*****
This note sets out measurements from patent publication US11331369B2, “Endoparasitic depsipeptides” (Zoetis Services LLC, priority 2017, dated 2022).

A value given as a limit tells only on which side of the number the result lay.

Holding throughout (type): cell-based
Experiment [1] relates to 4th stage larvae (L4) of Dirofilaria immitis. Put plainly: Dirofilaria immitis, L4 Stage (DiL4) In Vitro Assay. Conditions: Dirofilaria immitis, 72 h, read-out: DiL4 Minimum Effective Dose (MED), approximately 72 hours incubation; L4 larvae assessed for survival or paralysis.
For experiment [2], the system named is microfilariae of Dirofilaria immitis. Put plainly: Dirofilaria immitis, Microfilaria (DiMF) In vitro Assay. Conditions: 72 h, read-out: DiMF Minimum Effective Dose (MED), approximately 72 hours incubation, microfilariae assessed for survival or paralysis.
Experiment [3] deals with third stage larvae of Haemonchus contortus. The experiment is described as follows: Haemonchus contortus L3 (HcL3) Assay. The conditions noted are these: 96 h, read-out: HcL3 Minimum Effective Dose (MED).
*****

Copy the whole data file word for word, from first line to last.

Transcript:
This note sets out measurements from patent publication US11331369B2, “Endoparasitic depsipeptides” (Zoetis Services LLC, priority 2017, dated 2022).

A value given as a limit tells only on which side of the number the result lay.

Holding throughout (type): cell-based
Experiment [1] relates to 4th stage larvae (L4) of Dirofilaria immitis. Put plainly: Dirofilaria immitis, L4 Stage (DiL4) In Vitro Assay. Conditions: Dirofilaria immitis, 72 h, read-out: DiL4 Minimum Effective Dose (MED), approximately 72 hours incubation; L4 larvae assessed for survival or paralysis.
For experiment [2], the system named is microfilariae of Dirofilaria immitis. Put plainly: Dirofilaria immitis, Microfilaria (DiMF) In vitro Assay. Conditions: 72 h, read-out: DiMF Minimum Effective Dose (MED), approximately 72 hours incubation, microfilariae assessed for survival or paralysis.
Experiment [3] deals with third stage larvae of Haemonchus contortus. The experiment is described as follows: Haemonchus contortus L3 (HcL3) Assay. The conditions noted are these: 96 h, read-out: HcL3 Minimum Effective Dose (MED).